When creating a DAML application, one useful functionality is to allow
Party's to create aliases for themselves. Instead of referring to other users via some painful encoded string we can say “Tom”. We need to maintain an association between
Party's; and there are two routes that we can take: a map on ledger (in a contract) or using the ledger as the map.
1. Map On Ledger
Users would create
template Request with user : Party alias : Text operator : Party where signatory user ensure alias /= "" key (operator, user) : (Party, Party) maintainer key._2 controller operator can Acknowledge : () do return () Taken : () do return ()
operator party would maintain a contract of the known aliases and enforce rules such as allowing only one
Party to have an alias:
template Aliases with partyMap : PartyMap -- type PartyMap = Map Text Party aliasMap : AliasMap -- type AliasMap = Map Party Text operator : Party where signatory operator observer fmap fst $ toList aliasMap -- Only those who have an alias can know other aliases. key operator : Party maintainer key controller operator can ProcessRequest : ContractId Aliases with requestId : ContractId Request do request <- fetch requestId assert $ not $ isEmpty request.alias case M.lookup request.alias partyMap of None -> do let (wPartyMap, wAliasMap) = withoutUser request.user partyMap aliasMap (partyMap', aliasMap') = insertAlias request.user request.alias wPartyMap wAliasMap exercise requestId Acknowledge create Aliases with partyMap = partyMap', aliasMap = aliasMap' , .. Some _ -> do exercise requestId Taken create Aliases with ..
Once a user has an alias they can see the Aliases contract and perform necessary lookups on the map there to figure out who is who. This works, but it feels wrong; if we’re working with a traditional DB, we would store the aliases directly there.
2. Ledger is Map
In this scenario the user would issue almost identical
Request's. But the
operator would create an
Alias contracts for the user:
template Alias with user : Party alias : Text operator : Party where signatory operator observer user -- Can't add others here after the fact. key (operator, alias) : (Party, Text) maintainer key._1 ensure alias /= "" controller operator can New : ContractId Alias with newAlias : Text do create Alias with alias = newAlias, .. controller user can Remove : () do return ()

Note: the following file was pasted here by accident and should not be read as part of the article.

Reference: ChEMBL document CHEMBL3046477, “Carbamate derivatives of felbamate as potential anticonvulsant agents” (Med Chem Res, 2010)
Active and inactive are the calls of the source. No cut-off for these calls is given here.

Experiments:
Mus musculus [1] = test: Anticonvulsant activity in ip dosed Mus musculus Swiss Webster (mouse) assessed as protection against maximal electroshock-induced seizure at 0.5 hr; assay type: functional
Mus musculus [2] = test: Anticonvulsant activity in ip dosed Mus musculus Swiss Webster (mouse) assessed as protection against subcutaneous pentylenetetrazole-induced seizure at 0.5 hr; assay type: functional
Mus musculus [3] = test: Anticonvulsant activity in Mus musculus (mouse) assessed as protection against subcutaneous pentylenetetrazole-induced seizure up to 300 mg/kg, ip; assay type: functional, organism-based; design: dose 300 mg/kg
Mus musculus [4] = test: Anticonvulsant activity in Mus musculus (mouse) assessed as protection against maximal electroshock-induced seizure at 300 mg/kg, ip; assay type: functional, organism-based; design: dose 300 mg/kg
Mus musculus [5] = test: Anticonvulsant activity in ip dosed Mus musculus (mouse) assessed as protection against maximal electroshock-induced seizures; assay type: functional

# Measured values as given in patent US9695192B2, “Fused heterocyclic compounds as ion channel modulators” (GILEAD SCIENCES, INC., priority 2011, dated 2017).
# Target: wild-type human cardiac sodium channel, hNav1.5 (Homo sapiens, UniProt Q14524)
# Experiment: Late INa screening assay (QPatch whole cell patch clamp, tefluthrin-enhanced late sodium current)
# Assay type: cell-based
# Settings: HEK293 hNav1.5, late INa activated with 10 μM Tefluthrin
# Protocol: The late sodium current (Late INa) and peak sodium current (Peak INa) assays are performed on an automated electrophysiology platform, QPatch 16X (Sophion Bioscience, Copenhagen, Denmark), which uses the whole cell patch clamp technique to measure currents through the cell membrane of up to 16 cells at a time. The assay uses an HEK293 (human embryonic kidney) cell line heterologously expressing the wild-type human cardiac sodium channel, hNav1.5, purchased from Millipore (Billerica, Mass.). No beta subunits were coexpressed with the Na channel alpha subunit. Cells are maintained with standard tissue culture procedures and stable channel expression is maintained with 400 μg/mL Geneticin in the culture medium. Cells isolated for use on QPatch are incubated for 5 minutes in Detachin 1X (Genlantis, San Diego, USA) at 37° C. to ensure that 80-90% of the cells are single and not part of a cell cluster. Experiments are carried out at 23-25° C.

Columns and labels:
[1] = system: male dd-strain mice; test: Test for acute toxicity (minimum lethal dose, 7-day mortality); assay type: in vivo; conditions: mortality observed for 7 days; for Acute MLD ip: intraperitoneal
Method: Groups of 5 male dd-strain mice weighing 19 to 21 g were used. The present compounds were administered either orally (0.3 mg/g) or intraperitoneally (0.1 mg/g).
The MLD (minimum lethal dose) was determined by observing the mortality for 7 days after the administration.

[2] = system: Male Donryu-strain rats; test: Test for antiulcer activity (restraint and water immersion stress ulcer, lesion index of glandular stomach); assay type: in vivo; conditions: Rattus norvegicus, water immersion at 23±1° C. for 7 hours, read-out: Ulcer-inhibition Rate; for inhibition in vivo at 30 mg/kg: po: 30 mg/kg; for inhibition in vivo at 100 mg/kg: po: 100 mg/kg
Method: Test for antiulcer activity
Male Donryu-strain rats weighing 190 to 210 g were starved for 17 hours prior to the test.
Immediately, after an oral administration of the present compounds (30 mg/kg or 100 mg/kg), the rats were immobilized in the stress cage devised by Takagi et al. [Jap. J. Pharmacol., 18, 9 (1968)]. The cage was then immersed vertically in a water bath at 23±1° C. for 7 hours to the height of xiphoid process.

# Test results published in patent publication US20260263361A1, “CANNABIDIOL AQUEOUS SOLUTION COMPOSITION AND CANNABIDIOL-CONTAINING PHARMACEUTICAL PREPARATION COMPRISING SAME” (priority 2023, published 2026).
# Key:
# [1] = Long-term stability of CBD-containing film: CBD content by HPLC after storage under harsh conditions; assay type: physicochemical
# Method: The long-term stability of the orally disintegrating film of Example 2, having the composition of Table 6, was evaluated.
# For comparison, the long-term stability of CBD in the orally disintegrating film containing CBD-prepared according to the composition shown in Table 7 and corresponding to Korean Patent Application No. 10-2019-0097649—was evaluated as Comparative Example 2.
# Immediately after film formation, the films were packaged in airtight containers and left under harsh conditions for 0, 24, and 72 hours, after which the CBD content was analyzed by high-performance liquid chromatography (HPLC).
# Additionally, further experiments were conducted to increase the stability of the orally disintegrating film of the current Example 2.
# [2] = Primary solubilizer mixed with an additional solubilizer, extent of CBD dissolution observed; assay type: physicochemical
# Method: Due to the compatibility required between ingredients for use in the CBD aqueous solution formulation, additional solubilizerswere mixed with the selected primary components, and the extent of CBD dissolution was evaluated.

Here the association and uniqueness of aliases is maintained by the contract key, which the operator would maintain via:
template Operator with operator : Party where signatory operator controller operator can nonconsuming ProcessRequest : Optional (ContractId Alias) with requestId : ContractId Request do request <- fetch requestId doesItExistId <- lookupByKey @Alias (operator, request.alias) case doesItExistId of None -> do aliasId <- exercise requestId Acknowledge return $ Some aliasId Some _occupiedId -> do exercise requestId Taken return None
To perform lookups (and deletes) the user can issue new contracts:
template Lookup with user : Party -- who is making the request alias : Text operator : Party where signatory user controller operator can Respond : ContractId Response with responseId : ContractId Response do return responseId
which the operator would
nonconsuming ProcessLookup : ContractId Response with requestId : ContractId Lookup do request <- fetch requestId doesItExistId <- lookupByKey @Alias (operator, request.alias) responseId <- case doesItExistId of Some occupiedId -> do occupiedAlias <- fetch occupiedId create Response with response = Some occupiedAlias.user, operator, user = request.user None -> do create Response with response = None, operator, user = request.user exercise requestId Respond with .. return responseId
I have a multitude of questions and thoughts about these two approaches, and haven’t figured out a concrete argument for one over the other. TL;DR: which approach is better?
Simplicity of operations
I think the MapOnLedger is easier to work with from a programming perspective. There are fewer contracts to work with, maps have a simple API, the operator controls what aliases are stored but does not have to worry about how others see the data.
Representation on the persistence layer.
As previously mentioned, LedgerIsMap seems like the more natural usage of our persistence layer. The analogy that I think about is against a tradition DB. Even though I could, I wouldn’t encode the
map via something like a JSON field in a DB row. At the same time the resulting
Remove templates of LedgerIsMap are cumbersome.
Probably related to the previous question, but what if we have several million aliases? There are two questions, one about storage and one about latency. Presumably, LedgerIsMap is better for storing a large number of Aliases. But MapOnLedger is potentially better for scaling? I could write my own map implementation in DAML to optimize for this use case (ex. use a trie, partition the data …etc). Or can I have multiple parallel bots processing requests in the LedgerIsMap case?
Writing good DAML
- Don’t use the ledger for orchestration, might be used as an argument against LedgerIsMap.
- Avoid race conditions Maybe a good argument against LedgerIsMap?
- Don’t use status variables in smart contracts An argument against MapOnLedger, in particular the arguments wrt complexity and errors. Notice how there’s a bug when a user has more than one alias!
- Legal perspective I see this as arguing against MapOnLedger in favor of LedgerIsMap.
- Data synchronization Again, more in favor of MapOnLedger.
Thanks for reading, I’d would enjoy your feedback.
Lastly, code for the two implementations and scenario’s are here.